Very close to being done. A notched 2x3 at the top presses the rollers together with the help of the cable and the turnbuckle. Some screw hooks I had laying around hold on to the wire. I haven't done the second eyelet on the cable nor installed the turnbuckle yet.

When I had the rollers in the frame, I brought out some of my raw cotton and tried the gizmo. It didn't grab the cotton lint if I only turned one roller. If I turned them both at the same time, it did. I was beginning to wonder if my rollers were too smooth, but that wasn't the case. Apply some pressure and turn them both and it worked fine.

To turn them both, I could either put hand cranks on both of them and do two-handed rotating or I could put gears on one end so they rotate together. I'm going to opt for the gears. I want to be able to feed the cotton into the gin with one hand and rotate with the other. I have hundreds of cotton locs* and I can't imagine feeding one into the gin, grabbing the handles, starting to turn them, watching the loc fall out of the rollers, picking it up, trying to put it back in, grabbing the handles, watching it fall again, grabbing it, feeding it, rolling, grabbing, feeding, rolling, losing my temper and then going a few doors down to yell at one of our neighbors, finally giving him a piece of my mind because he really is a pain sometimes.

No, in the interest of neighborhood harmony, gears are the best choice. I've never used gears in any of my contraptions, so this should be hours of frustrating fun. Unfortunately, the places that might carry the gears I need won't be open until Monday, so it looks like I'll have to find something else to occupy my time today.

Sigh. And we were so close!

Hmmm. Maybe I could make some gears out of scrap plywood ... 

Update: I'm going to make the gears myself, using a template generated at the link above. That way, they will be exactly the size I want and if they don't work, I can resize them and make some more.

* - A locule is a cavity in the boll. My bolls have 4 or 5 locules each. Inside of the locule is a loc, which is the fruit of the cotton. Each of my locs will have 4-7 seeds.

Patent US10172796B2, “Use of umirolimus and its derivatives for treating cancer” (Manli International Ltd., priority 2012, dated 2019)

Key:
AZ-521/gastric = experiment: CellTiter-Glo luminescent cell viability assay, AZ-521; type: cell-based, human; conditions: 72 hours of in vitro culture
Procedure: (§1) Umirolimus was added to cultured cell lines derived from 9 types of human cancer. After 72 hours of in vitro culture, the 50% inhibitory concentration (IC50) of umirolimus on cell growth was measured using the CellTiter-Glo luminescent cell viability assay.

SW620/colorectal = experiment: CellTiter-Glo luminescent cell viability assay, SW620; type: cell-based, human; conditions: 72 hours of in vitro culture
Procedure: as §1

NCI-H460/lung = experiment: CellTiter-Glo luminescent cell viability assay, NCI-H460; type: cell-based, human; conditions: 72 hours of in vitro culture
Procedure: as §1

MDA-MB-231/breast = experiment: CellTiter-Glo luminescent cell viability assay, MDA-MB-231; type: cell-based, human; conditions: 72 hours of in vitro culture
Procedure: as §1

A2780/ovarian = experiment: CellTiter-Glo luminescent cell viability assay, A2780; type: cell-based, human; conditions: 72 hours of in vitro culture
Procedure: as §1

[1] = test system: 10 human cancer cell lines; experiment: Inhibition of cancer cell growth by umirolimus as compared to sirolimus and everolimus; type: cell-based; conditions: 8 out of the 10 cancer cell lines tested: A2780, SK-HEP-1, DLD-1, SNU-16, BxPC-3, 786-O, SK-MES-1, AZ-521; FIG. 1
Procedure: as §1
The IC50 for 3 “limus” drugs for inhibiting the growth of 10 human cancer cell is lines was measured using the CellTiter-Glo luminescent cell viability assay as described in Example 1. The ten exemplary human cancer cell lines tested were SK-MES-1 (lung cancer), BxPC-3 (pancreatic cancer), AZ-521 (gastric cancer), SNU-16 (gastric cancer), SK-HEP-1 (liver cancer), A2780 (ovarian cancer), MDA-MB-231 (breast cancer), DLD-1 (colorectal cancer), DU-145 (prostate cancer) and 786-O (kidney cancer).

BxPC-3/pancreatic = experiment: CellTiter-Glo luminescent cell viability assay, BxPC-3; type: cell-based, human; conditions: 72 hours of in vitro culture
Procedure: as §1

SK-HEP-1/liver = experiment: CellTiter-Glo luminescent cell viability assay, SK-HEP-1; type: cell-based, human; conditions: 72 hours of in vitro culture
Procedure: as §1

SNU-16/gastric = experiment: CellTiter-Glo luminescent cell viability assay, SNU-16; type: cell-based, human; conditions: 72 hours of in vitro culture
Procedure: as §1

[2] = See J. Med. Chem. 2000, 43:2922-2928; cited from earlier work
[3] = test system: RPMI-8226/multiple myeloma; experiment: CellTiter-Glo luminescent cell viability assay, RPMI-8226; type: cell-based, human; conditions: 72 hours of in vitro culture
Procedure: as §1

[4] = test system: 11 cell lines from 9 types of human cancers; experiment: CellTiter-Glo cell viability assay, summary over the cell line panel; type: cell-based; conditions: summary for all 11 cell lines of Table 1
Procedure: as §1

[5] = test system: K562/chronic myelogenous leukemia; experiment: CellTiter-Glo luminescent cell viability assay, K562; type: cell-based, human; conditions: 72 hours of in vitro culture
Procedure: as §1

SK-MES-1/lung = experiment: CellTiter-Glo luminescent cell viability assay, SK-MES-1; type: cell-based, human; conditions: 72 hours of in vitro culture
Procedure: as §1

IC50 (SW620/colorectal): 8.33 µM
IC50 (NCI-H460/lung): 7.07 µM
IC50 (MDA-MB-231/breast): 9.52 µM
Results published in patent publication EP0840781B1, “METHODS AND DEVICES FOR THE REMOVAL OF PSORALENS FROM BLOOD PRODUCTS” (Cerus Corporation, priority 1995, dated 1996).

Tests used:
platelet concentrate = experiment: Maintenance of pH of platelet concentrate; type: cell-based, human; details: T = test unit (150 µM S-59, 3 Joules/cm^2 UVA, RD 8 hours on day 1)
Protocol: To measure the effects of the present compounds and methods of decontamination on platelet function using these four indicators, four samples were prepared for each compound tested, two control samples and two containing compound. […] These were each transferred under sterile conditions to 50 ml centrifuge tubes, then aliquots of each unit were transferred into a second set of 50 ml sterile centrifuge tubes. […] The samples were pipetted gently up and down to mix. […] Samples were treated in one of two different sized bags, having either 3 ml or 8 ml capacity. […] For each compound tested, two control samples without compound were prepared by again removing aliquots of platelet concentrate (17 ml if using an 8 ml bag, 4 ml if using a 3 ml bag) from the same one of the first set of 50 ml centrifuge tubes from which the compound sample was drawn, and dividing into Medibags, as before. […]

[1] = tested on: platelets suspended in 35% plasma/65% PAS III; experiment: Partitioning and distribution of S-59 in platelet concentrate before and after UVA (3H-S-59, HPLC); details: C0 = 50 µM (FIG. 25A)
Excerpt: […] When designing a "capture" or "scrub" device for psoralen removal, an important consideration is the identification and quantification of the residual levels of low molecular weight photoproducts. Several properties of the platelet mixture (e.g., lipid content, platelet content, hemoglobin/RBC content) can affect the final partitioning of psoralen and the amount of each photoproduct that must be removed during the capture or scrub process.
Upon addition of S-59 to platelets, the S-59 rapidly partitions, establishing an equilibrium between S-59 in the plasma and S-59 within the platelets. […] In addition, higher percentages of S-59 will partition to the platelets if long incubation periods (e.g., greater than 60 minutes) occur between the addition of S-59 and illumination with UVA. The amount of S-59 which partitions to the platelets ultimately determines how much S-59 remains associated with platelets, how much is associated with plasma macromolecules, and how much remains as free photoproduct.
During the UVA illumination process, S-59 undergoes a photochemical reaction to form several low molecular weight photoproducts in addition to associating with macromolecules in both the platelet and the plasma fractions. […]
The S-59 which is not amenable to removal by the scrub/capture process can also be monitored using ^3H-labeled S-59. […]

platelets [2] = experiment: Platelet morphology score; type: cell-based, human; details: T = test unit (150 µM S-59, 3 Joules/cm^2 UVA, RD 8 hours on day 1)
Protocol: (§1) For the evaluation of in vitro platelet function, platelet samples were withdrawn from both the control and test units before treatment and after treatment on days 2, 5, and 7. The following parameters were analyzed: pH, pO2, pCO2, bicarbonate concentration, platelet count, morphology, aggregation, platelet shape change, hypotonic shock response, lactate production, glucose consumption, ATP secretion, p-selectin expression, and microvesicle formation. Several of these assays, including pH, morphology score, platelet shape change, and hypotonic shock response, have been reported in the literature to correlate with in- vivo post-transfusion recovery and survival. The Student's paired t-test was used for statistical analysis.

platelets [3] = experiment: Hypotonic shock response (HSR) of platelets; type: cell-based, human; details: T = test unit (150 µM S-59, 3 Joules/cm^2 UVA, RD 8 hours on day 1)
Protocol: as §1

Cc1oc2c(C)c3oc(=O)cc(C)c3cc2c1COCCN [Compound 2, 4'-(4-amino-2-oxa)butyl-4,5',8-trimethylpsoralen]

Saturday, December 05, 2020

It Usually Begins With A Series Of Misjudgments

 Dig this.

The blues don't know how anything works. It is in this blind spot that our biggest risks lie. The video above shows how Mayor Garcetti, heap big chief from deep blue Los Angeles and oblivious to the mood of the country, stuck his fingers in the eyes of local business owners. That video went viral with plenty of commentary from big name reds. Tossing that match on the stack of dynamite might set things off in LA. Or it might send this NYC red mob over the edge for real.

Holding an election that half the country told you in advance it didn't trust was another poke in the eye. To me, that's the worst part of it all. They didn't care whether you trusted the results or not. They're your superiors. Shut up and follow orders, peons.

Reading source documents from the start of various wars, it's not uncommon to see that the instigators thought they could get away with just one more outrage and were surprised when things blew up on them. For example, Virginia, North Carolina, Tennessee and Arkansas only seceded after Lincoln decided to invade the Confederacy. Hitler didn't think Britain and France would declare war in support of Poland. And so on.

But this kind of misjudgment is endemic to the blue Elites.

That's not surprising, coming from a group of people who thought they could endlessly trash the cops and take away their self-defense capabilities and the cops would just sit there and take it. They've been shocked to see cops quitting in droves. They've also been surprised at the increase in crime. Like I said, they don't know anything works.

More proof of that is how NYC is being bankrupted with lockdowns and racial madness. The wealthiest 1% pay 50% of the city's taxes and many of those wealthy people have bailed out. From the WSJ in August comes this data point.

New York City faces a $9 billion deficit over the next two years, high levels of unemployment and the prospect of laying off 22,000 government workers if new revenue or savings aren’t found in the coming weeks.

It goes on and on and on.

On top of all of this, we've got the Democrats howling for mail-in voting. This is just one more and perhaps the largest piece of ignorant insanity. We've got a deeply divided, heavily armed country going into a major election and we're going to use the least trustworthy method of voting?